By David Assad
Contributing Writer 

Residents take the night off to have a (National) Night Out

 

August 9, 2005

Kylah Anderson, 19 months, choose the popsicle over the police car while Zone 3 officer Steve Crisanti keeps a watchful eye on her. The pair were among the more than 70 people who came to Allentown's first ever National Night Out celebration. Additional photos in National Night Out link.

National Night Out was celebrated in Allentown and upper Knoxville on August 2 with both neighborhoods showing a concern about the “criminal element” that prowls through the streets of these sister communities.

Knoxville was hosting its 12th consecutive “Night Out” festival in the St. Canice Church parking lot on Orchard Place. The event is hosted by the Upper Knoxville Block Watch group.

A modest turnout of about 25 to 35 people streamed in and out during the two-hour event. One of the major drawbacks to this year's night out was the schedule entertainment, “The Regular Joes” failed to show up.

Blockwatch officer Dennis Terreri, who lives just three doors from the parking lot, went to Plan B by going home to retrieve his karaoke machine for entertainment. The crowd sung happy birthday to one of those in attendance. Also, one of the kids from the neighborhood sang a rendition of “Amazing Grace” which moved many in the crowd.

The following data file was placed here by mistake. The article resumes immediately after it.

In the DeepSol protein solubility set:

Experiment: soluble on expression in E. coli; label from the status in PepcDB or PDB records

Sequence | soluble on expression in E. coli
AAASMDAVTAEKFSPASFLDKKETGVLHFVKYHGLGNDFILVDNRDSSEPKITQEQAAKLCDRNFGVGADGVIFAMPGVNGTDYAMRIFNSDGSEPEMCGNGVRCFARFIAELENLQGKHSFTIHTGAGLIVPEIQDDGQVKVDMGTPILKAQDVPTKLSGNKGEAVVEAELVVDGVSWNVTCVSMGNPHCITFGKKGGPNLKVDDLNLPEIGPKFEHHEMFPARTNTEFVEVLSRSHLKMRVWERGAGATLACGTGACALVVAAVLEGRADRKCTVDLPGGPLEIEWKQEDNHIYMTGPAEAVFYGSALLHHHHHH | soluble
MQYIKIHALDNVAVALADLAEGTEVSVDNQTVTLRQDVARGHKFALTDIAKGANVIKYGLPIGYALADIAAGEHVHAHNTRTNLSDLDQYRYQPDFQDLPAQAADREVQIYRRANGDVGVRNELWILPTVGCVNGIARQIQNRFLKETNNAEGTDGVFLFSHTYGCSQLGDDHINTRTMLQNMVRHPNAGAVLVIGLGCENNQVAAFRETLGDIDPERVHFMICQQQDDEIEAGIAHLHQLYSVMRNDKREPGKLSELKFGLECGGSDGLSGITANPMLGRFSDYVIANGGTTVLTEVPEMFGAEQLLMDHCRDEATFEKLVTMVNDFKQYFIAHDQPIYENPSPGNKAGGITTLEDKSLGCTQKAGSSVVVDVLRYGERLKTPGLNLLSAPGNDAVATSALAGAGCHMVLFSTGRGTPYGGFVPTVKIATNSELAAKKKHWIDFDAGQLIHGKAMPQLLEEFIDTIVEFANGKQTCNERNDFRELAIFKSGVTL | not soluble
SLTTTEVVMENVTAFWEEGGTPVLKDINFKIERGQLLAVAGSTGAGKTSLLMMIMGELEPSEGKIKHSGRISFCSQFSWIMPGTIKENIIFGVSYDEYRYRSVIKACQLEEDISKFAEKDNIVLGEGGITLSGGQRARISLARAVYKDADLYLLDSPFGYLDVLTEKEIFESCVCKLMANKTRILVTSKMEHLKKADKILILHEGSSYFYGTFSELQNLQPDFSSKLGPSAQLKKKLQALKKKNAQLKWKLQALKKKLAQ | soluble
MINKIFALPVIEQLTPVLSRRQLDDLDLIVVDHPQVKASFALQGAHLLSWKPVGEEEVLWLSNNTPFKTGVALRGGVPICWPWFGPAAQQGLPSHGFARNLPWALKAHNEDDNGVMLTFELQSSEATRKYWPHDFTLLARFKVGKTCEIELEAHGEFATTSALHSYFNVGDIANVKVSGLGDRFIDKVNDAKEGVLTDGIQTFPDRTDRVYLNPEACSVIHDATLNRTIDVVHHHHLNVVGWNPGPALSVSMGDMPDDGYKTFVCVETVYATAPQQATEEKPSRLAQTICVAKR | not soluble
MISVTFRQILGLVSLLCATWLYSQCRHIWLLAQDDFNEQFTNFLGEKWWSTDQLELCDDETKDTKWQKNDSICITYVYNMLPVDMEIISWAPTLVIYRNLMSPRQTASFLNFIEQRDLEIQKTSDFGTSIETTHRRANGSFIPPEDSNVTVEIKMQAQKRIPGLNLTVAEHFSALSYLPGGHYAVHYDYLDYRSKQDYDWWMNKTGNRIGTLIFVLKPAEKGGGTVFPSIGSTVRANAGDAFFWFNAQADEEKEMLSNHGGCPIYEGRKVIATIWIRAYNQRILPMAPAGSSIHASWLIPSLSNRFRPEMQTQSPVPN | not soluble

“I can't feel bad that the entertainment didn't show up because we had no control over that,” blockwatch president Marianne Bennett said. “All city neighborhoods have problems with the possible exception of Squirrel Hill. But there are a lot of people who still care about Knoxville. This [event] shows that we still have pride and spirit in our neighborhood. It shows that people are still fighting for a safer Knoxville.”


Bennett admits that the neighborhood has had several incidents in recent weeks that have caused concern for her and her neighbors. She said she has often heard gun shots go off at night this summer.

“They are usually a few blocks away, but it's still a scary thing no matter where it's happening around here,” Bennett said.

Mike Urbaniak, a 45-year resident of Charles Street just a block from Knoxville Middle School, admits the neighborhood is not the same as it was when he was a young man. However, Urbaniak, now retired, said he has never had thoughts of ever leaving the neighborhood.

“I live on the 200 block and things have quieted down there,” Urbaniak said. “I know there are some problems on a few other blocks around here, but there are still a lot of good people who live here. It's not all bad like everybody says.”


Allentown held its first-ever National Night Out event. The Allentown Civic Association and Allentown Community Planner Joanna Demming were co-organizers of the project which had a larger turnout than the one at Knoxville.

Food and drink was provided by the Allentown organizers. They also had a D.J. to play upbeat music from the Hilltop United Methodist Church parking lot where the event was held on the 600 block of East Warrington Ave.